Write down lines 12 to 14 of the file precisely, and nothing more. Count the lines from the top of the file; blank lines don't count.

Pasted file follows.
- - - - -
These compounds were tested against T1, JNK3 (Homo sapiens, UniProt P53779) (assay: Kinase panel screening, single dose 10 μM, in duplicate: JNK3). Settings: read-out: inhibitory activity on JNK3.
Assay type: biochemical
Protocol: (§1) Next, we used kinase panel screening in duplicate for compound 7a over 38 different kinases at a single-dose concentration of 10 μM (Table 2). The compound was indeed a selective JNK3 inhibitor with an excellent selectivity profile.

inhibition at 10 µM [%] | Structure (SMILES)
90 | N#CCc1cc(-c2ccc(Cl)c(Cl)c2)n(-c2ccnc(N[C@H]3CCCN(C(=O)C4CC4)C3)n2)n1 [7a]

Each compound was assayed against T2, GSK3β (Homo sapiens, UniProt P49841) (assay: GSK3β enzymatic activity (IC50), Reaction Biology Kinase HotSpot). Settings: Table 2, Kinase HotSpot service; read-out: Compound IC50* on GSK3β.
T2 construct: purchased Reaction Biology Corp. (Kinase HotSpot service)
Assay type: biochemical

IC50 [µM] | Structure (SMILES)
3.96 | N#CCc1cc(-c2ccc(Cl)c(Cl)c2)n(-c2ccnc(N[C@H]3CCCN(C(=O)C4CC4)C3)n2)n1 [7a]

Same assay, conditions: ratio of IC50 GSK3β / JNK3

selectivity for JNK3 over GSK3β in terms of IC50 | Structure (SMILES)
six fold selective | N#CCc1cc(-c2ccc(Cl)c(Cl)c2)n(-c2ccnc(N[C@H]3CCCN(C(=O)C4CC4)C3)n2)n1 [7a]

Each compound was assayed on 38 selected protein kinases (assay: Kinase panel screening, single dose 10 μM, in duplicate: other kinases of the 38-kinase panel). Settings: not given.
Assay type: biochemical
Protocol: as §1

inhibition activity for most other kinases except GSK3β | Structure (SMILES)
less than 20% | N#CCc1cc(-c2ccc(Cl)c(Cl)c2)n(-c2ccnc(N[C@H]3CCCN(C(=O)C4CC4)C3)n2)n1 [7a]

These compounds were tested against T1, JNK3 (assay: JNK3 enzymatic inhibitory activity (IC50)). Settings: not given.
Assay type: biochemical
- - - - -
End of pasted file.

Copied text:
selectivity for JNK3 over GSK3β in terms of IC50 | Structure (SMILES)
six fold selective | N#CCc1cc(-c2ccc(Cl)c(Cl)c2)n(-c2ccnc(N[C@H]3CCCN(C(=O)C4CC4)C3)n2)n1 [7a]

Each compound was assayed on 38 selected protein kinases (assay: Kinase panel screening, single dose 10 μM, in duplicate: other kinases of the 38-kinase panel). Settings: not given.